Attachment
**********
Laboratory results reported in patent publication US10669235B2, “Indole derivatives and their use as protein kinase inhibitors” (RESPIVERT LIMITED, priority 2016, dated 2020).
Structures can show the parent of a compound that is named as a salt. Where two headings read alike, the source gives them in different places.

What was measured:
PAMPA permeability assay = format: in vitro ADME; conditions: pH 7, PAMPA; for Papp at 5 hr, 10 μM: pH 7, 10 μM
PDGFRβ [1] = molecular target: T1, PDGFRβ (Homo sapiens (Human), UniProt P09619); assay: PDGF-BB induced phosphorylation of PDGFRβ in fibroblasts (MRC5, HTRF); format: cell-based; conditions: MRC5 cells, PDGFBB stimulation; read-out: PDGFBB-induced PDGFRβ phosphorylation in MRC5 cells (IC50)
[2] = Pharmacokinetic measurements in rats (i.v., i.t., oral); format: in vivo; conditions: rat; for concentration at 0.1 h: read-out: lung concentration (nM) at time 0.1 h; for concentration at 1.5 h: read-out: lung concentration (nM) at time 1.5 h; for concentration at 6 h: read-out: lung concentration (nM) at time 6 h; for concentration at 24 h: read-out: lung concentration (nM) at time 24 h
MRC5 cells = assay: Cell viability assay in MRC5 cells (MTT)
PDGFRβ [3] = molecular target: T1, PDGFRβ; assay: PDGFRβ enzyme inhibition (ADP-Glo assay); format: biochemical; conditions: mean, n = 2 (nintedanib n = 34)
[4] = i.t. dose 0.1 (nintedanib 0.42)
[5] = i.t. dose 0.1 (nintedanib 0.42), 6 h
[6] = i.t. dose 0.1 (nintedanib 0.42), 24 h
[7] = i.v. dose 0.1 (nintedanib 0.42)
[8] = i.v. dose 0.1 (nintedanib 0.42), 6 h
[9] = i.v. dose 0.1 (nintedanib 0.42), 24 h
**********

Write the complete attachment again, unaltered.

Laboratory results reported in patent publication US10669235B2, “Indole derivatives and their use as protein kinase inhibitors” (RESPIVERT LIMITED, priority 2016, dated 2020).
Structures can show the parent of a compound that is named as a salt. Where two headings read alike, the source gives them in different places.

What was measured:
PAMPA permeability assay = format: in vitro ADME; conditions: pH 7, PAMPA; for Papp at 5 hr, 10 μM: pH 7, 10 μM
PDGFRβ [1] = molecular target: T1, PDGFRβ (Homo sapiens (Human), UniProt P09619); assay: PDGF-BB induced phosphorylation of PDGFRβ in fibroblasts (MRC5, HTRF); format: cell-based; conditions: MRC5 cells, PDGFBB stimulation; read-out: PDGFBB-induced PDGFRβ phosphorylation in MRC5 cells (IC50)
[2] = Pharmacokinetic measurements in rats (i.v., i.t., oral); format: in vivo; conditions: rat; for concentration at 0.1 h: read-out: lung concentration (nM) at time 0.1 h; for concentration at 1.5 h: read-out: lung concentration (nM) at time 1.5 h; for concentration at 6 h: read-out: lung concentration (nM) at time 6 h; for concentration at 24 h: read-out: lung concentration (nM) at time 24 h
MRC5 cells = assay: Cell viability assay in MRC5 cells (MTT)
PDGFRβ [3] = molecular target: T1, PDGFRβ; assay: PDGFRβ enzyme inhibition (ADP-Glo assay); format: biochemical; conditions: mean, n = 2 (nintedanib n = 34)
[4] = i.t. dose 0.1 (nintedanib 0.42)
[5] = i.t. dose 0.1 (nintedanib 0.42), 6 h
[6] = i.t. dose 0.1 (nintedanib 0.42), 24 h
[7] = i.v. dose 0.1 (nintedanib 0.42)
[8] = i.v. dose 0.1 (nintedanib 0.42), 6 h
[9] = i.v. dose 0.1 (nintedanib 0.42), 24 h